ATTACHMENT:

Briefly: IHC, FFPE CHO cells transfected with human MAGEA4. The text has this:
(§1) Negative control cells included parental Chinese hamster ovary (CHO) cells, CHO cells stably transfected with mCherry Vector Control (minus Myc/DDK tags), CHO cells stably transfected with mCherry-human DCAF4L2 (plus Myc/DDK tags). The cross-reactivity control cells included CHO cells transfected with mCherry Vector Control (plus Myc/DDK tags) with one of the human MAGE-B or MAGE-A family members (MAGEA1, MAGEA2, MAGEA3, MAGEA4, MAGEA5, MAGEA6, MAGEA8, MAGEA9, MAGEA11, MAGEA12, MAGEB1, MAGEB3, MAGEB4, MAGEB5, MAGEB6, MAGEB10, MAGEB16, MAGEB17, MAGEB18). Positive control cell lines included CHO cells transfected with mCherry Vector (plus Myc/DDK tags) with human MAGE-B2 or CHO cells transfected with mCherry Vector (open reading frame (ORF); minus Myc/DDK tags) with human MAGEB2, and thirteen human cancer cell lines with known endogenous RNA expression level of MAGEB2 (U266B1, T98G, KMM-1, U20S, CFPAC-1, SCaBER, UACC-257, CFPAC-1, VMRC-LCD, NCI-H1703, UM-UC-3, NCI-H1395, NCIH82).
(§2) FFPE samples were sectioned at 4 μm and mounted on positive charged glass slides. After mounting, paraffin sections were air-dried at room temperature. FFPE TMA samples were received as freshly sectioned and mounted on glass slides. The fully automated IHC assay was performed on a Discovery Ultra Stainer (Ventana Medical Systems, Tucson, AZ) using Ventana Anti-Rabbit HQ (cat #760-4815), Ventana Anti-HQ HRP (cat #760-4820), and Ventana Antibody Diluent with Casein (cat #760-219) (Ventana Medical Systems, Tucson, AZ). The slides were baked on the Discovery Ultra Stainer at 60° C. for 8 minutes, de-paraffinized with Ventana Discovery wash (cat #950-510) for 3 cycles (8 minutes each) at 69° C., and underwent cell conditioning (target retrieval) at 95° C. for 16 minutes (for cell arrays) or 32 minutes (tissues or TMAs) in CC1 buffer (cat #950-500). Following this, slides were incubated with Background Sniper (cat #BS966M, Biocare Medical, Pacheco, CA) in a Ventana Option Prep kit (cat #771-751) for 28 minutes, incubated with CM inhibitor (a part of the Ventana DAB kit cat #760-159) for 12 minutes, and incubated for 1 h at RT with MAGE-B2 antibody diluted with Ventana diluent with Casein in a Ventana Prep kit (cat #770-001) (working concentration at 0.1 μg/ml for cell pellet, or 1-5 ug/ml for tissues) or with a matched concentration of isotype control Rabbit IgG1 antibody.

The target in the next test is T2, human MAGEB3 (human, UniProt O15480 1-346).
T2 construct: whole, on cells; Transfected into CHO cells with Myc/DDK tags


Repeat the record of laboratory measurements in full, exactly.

Briefly: IHC, FFPE CHO cells transfected with human MAGEA4. The text has this:
(§1) Negative control cells included parental Chinese hamster ovary (CHO) cells, CHO cells stably transfected with mCherry Vector Control (minus Myc/DDK tags), CHO cells stably transfected with mCherry-human DCAF4L2 (plus Myc/DDK tags). The cross-reactivity control cells included CHO cells transfected with mCherry Vector Control (plus Myc/DDK tags) with one of the human MAGE-B or MAGE-A family members (MAGEA1, MAGEA2, MAGEA3, MAGEA4, MAGEA5, MAGEA6, MAGEA8, MAGEA9, MAGEA11, MAGEA12, MAGEB1, MAGEB3, MAGEB4, MAGEB5, MAGEB6, MAGEB10, MAGEB16, MAGEB17, MAGEB18). Positive control cell lines included CHO cells transfected with mCherry Vector (plus Myc/DDK tags) with human MAGE-B2 or CHO cells transfected with mCherry Vector (open reading frame (ORF); minus Myc/DDK tags) with human MAGEB2, and thirteen human cancer cell lines with known endogenous RNA expression level of MAGEB2 (U266B1, T98G, KMM-1, U20S, CFPAC-1, SCaBER, UACC-257, CFPAC-1, VMRC-LCD, NCI-H1703, UM-UC-3, NCI-H1395, NCIH82).
(§2) FFPE samples were sectioned at 4 μm and mounted on positive charged glass slides. After mounting, paraffin sections were air-dried at room temperature. FFPE TMA samples were received as freshly sectioned and mounted on glass slides. The fully automated IHC assay was performed on a Discovery Ultra Stainer (Ventana Medical Systems, Tucson, AZ) using Ventana Anti-Rabbit HQ (cat #760-4815), Ventana Anti-HQ HRP (cat #760-4820), and Ventana Antibody Diluent with Casein (cat #760-219) (Ventana Medical Systems, Tucson, AZ). The slides were baked on the Discovery Ultra Stainer at 60° C. for 8 minutes, de-paraffinized with Ventana Discovery wash (cat #950-510) for 3 cycles (8 minutes each) at 69° C., and underwent cell conditioning (target retrieval) at 95° C. for 16 minutes (for cell arrays) or 32 minutes (tissues or TMAs) in CC1 buffer (cat #950-500). Following this, slides were incubated with Background Sniper (cat #BS966M, Biocare Medical, Pacheco, CA) in a Ventana Option Prep kit (cat #771-751) for 28 minutes, incubated with CM inhibitor (a part of the Ventana DAB kit cat #760-159) for 12 minutes, and incubated for 1 h at RT with MAGE-B2 antibody diluted with Ventana diluent with Casein in a Ventana Prep kit (cat #770-001) (working concentration at 0.1 μg/ml for cell pellet, or 1-5 ug/ml for tissues) or with a matched concentration of isotype control Rabbit IgG1 antibody.

The target in the next test is T2, human MAGEB3 (human, UniProt O15480 1-346).
T2 construct: whole, on cells; Transfected into CHO cells with Myc/DDK tags